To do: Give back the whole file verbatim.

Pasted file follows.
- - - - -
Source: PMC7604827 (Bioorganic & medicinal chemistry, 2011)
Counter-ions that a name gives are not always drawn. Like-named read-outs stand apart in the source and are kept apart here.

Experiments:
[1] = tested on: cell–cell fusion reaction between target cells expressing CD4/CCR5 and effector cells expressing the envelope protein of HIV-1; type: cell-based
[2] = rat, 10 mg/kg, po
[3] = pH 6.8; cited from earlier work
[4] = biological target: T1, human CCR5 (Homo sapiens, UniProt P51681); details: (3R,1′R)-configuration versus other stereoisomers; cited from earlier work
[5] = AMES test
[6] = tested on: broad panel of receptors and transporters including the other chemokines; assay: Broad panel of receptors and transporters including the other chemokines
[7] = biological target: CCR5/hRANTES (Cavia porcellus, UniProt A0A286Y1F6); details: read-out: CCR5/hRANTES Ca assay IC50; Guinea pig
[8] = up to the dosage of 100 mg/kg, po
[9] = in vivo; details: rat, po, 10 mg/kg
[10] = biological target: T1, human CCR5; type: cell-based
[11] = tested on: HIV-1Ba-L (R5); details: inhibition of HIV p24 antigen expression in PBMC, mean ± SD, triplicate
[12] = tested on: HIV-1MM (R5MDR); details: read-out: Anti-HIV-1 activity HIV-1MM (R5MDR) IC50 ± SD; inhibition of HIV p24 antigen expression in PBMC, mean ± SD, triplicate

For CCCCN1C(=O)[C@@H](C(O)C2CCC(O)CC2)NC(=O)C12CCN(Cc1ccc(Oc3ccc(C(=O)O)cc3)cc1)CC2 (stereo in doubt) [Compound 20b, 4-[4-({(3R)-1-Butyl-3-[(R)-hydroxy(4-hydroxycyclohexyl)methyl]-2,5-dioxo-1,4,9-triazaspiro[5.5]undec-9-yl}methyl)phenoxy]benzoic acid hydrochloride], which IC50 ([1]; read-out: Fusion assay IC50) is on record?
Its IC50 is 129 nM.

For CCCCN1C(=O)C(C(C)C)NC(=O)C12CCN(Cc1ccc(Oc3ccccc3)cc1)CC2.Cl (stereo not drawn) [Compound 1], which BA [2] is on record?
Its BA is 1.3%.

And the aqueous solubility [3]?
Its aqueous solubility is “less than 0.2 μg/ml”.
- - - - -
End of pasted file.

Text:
Source: PMC7604827 (Bioorganic & medicinal chemistry, 2011)
Counter-ions that a name gives are not always drawn. Like-named read-outs stand apart in the source and are kept apart here.

Experiments:
[1] = tested on: cell–cell fusion reaction between target cells expressing CD4/CCR5 and effector cells expressing the envelope protein of HIV-1; type: cell-based
[2] = rat, 10 mg/kg, po
[3] = pH 6.8; cited from earlier work
[4] = biological target: T1, human CCR5 (Homo sapiens, UniProt P51681); details: (3R,1′R)-configuration versus other stereoisomers; cited from earlier work
[5] = AMES test
[6] = tested on: broad panel of receptors and transporters including the other chemokines; assay: Broad panel of receptors and transporters including the other chemokines
[7] = biological target: CCR5/hRANTES (Cavia porcellus, UniProt A0A286Y1F6); details: read-out: CCR5/hRANTES Ca assay IC50; Guinea pig
[8] = up to the dosage of 100 mg/kg, po
[9] = in vivo; details: rat, po, 10 mg/kg
[10] = biological target: T1, human CCR5; type: cell-based
[11] = tested on: HIV-1Ba-L (R5); details: inhibition of HIV p24 antigen expression in PBMC, mean ± SD, triplicate
[12] = tested on: HIV-1MM (R5MDR); details: read-out: Anti-HIV-1 activity HIV-1MM (R5MDR) IC50 ± SD; inhibition of HIV p24 antigen expression in PBMC, mean ± SD, triplicate

For CCCCN1C(=O)[C@@H](C(O)C2CCC(O)CC2)NC(=O)C12CCN(Cc1ccc(Oc3ccc(C(=O)O)cc3)cc1)CC2 (stereo in doubt) [Compound 20b, 4-[4-({(3R)-1-Butyl-3-[(R)-hydroxy(4-hydroxycyclohexyl)methyl]-2,5-dioxo-1,4,9-triazaspiro[5.5]undec-9-yl}methyl)phenoxy]benzoic acid hydrochloride], which IC50 ([1]; read-out: Fusion assay IC50) is on record?
Its IC50 is 129 nM.

For CCCCN1C(=O)C(C(C)C)NC(=O)C12CCN(Cc1ccc(Oc3ccccc3)cc1)CC2.Cl (stereo not drawn) [Compound 1], which BA [2] is on record?
Its BA is 1.3%.

And the aqueous solubility [3]?
Its aqueous solubility is “less than 0.2 μg/ml”.